Near the Quebec-Vermont border lies Nigger Rock, a historical gravesite for enslaved and free blacks. Despite its profound significance, the government has not claimed it, funded research or enacted official commemoration. Privately owned, it is still being farmed, an ongoing desecration. The histories of Canadians are valued differently on the basis of race.
New York City offers another outcome. When the 1991 construction for a Federal Office Building uncovered centuries-old human remains, work stopped and the scholars and archaeologists were summoned. Today, re-dedicated as the African Burial Ground, it is an active educational space and a national monument, governed by the National Park Service.
The removal of Civil War monuments in the U.S. has spurred debate on public commemoration. The monuments at the centre of the debates are not "innocent," but ideologically loaded representations of mainly white male "heroes." By historical standards, these men were traitors who formed a new state, with a new flag, president and the mission not merely to preserve, but expand, slavery. As such, these monuments stand as constant reminders that many southern whites took up arms to preserve their supposed right to enslave blacks.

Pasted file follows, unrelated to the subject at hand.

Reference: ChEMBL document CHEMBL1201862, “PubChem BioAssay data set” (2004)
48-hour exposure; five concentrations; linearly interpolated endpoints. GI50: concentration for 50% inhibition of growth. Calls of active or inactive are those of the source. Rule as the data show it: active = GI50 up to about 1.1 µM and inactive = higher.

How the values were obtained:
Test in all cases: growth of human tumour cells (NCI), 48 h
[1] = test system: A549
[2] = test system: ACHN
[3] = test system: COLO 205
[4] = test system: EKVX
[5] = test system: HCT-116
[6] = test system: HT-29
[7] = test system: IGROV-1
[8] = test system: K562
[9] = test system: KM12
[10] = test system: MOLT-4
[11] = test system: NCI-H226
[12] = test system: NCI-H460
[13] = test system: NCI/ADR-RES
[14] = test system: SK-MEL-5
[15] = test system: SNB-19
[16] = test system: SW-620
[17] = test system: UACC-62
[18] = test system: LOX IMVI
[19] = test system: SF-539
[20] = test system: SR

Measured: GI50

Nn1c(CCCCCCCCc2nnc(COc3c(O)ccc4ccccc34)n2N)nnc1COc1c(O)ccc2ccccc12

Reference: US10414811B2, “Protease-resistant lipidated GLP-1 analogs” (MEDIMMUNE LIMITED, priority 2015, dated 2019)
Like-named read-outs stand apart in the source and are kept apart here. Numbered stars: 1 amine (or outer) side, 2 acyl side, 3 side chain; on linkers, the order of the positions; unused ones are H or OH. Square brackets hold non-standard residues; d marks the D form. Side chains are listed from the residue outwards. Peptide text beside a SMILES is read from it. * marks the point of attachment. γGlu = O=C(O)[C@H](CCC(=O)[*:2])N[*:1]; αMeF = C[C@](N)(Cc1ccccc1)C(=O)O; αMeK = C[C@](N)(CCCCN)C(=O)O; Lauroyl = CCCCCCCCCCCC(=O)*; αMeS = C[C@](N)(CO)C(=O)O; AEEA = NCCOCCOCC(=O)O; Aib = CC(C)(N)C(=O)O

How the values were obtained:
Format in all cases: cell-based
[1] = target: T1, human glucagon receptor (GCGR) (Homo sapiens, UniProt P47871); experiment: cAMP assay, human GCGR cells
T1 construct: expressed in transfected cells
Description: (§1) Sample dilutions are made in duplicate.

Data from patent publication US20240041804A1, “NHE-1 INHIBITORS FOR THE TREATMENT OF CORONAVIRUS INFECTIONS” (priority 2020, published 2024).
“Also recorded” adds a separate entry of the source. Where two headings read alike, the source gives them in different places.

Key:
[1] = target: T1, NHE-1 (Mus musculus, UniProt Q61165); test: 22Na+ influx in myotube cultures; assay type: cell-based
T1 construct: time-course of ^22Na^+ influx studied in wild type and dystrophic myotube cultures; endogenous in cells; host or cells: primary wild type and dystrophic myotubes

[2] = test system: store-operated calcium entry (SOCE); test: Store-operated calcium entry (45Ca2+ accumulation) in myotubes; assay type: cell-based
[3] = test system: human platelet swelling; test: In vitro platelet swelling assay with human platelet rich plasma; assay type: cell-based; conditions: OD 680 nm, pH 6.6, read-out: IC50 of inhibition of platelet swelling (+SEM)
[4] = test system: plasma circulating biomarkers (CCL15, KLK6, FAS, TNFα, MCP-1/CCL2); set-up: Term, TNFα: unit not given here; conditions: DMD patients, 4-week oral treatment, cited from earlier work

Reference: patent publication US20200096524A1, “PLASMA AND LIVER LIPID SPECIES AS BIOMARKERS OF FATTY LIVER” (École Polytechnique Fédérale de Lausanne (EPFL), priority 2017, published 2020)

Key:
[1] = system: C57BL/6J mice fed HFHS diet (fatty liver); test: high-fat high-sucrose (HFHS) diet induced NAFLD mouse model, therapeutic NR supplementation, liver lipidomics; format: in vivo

As demonstrated in the tragic events in Charlottesville, Va. that resulted in the murder of Heather D. Heyer, these monuments are not meaningless, insignificant, inanimate objects. Rather, they are being strategically used by white supremacists as talismen in their tactics of racial hatred. We must ask also if it is right that black Americans be forced to live with public sculptures and Confederate flags as constant reminders of the supposedly noble white men and women who sought to hold their ancestors in bondage.